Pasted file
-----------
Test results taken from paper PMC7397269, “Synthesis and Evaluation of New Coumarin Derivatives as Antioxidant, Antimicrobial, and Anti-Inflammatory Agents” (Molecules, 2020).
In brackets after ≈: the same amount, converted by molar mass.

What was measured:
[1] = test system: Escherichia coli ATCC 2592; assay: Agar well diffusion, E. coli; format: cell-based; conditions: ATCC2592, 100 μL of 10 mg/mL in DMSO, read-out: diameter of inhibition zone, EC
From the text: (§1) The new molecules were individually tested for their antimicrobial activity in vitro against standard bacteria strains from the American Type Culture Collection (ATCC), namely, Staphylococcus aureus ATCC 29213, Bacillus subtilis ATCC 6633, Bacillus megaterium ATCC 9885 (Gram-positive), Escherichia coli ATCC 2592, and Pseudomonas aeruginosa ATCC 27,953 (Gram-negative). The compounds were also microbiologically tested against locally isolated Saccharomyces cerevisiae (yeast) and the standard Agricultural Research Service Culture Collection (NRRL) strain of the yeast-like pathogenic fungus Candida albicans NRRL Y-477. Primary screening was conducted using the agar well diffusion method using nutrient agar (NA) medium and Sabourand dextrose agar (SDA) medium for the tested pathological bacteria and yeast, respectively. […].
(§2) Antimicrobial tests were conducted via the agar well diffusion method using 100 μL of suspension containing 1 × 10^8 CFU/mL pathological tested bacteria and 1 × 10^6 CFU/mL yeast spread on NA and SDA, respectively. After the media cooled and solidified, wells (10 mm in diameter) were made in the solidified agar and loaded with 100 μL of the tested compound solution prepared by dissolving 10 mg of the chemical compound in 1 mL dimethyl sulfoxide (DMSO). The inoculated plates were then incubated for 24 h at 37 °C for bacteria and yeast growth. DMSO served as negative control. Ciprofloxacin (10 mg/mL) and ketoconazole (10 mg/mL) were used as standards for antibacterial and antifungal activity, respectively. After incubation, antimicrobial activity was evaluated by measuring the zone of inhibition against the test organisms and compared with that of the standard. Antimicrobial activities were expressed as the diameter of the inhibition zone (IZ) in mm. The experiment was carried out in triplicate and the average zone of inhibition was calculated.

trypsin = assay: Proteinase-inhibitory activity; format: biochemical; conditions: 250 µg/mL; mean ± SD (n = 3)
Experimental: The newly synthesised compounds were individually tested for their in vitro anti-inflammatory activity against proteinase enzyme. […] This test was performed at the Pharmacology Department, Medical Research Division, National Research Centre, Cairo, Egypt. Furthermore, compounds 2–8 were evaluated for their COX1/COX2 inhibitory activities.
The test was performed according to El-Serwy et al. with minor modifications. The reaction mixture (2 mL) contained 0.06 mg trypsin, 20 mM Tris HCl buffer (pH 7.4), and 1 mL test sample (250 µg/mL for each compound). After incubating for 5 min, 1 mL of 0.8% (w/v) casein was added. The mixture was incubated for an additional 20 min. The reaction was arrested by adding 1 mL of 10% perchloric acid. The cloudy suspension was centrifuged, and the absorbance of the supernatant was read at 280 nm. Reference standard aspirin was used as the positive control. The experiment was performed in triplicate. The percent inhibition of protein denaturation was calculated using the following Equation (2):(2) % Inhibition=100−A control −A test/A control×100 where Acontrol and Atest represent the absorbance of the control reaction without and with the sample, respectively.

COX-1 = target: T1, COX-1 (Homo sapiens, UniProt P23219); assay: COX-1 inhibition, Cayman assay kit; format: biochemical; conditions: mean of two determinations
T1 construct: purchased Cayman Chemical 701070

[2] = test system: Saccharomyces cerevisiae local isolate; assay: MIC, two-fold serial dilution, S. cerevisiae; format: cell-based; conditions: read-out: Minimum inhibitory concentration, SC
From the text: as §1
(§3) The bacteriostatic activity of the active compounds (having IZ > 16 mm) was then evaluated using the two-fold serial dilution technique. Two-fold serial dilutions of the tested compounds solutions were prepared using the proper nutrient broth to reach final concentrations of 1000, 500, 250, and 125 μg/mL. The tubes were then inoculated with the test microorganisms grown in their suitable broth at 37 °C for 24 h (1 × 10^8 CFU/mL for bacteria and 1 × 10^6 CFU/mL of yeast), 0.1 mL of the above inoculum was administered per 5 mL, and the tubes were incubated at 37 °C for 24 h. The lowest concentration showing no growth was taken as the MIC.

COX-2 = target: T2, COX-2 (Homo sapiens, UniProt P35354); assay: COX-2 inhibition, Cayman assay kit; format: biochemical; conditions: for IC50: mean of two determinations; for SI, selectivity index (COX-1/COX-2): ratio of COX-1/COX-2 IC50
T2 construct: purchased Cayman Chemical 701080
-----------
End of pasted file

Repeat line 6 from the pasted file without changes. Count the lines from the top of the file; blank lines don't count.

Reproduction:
(§2) Antimicrobial tests were conducted via the agar well diffusion method using 100 μL of suspension containing 1 × 10^8 CFU/mL pathological tested bacteria and 1 × 10^6 CFU/mL yeast spread on NA and SDA, respectively. After the media cooled and solidified, wells (10 mm in diameter) were made in the solidified agar and loaded with 100 μL of the tested compound solution prepared by dissolving 10 mg of the chemical compound in 1 mL dimethyl sulfoxide (DMSO). The inoculated plates were then incubated for 24 h at 37 °C for bacteria and yeast growth. DMSO served as negative control. Ciprofloxacin (10 mg/mL) and ketoconazole (10 mg/mL) were used as standards for antibacterial and antifungal activity, respectively. After incubation, antimicrobial activity was evaluated by measuring the zone of inhibition against the test organisms and compared with that of the standard. Antimicrobial activities were expressed as the diameter of the inhibition zone (IZ) in mm. The experiment was carried out in triplicate and the average zone of inhibition was calculated.